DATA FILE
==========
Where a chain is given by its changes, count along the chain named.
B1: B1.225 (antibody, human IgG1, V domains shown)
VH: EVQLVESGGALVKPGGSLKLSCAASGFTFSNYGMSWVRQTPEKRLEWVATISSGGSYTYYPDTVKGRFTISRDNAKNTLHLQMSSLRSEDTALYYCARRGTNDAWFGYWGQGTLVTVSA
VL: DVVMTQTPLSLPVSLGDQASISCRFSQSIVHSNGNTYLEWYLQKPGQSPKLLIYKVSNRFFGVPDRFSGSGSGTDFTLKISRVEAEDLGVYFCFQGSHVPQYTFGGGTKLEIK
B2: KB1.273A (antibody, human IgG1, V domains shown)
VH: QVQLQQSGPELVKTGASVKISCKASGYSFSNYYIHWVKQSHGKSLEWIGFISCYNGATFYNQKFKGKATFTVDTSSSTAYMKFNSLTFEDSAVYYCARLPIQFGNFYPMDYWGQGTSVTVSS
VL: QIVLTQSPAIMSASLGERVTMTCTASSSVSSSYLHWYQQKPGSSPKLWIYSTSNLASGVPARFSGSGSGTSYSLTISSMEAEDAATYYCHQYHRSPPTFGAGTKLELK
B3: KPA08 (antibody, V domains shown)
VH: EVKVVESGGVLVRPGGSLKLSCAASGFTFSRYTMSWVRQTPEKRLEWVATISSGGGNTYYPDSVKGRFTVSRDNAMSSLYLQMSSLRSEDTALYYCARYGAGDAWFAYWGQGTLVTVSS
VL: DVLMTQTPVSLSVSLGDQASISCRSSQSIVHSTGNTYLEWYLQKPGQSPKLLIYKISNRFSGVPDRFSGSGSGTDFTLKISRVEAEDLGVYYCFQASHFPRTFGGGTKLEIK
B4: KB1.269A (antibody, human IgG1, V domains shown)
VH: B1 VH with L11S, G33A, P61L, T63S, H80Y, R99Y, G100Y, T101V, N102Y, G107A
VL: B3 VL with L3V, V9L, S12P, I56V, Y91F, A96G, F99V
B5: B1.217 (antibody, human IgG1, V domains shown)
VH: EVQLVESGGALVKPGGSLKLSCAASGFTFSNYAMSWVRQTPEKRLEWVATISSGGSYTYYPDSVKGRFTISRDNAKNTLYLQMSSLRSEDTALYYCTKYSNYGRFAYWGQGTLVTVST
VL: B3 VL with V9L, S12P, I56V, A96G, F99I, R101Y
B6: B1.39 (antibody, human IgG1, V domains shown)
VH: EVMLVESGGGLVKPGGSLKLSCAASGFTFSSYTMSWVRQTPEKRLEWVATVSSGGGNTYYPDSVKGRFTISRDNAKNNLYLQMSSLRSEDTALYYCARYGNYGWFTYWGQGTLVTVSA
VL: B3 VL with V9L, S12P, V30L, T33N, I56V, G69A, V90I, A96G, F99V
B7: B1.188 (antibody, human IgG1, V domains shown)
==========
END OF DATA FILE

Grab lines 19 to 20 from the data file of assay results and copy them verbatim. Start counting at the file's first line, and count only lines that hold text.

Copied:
VL: B3 VL with V9L, S12P, V30L, T33N, I56V, G69A, V90I, A96G, F99V
B7: B1.188 (antibody, human IgG1, V domains shown)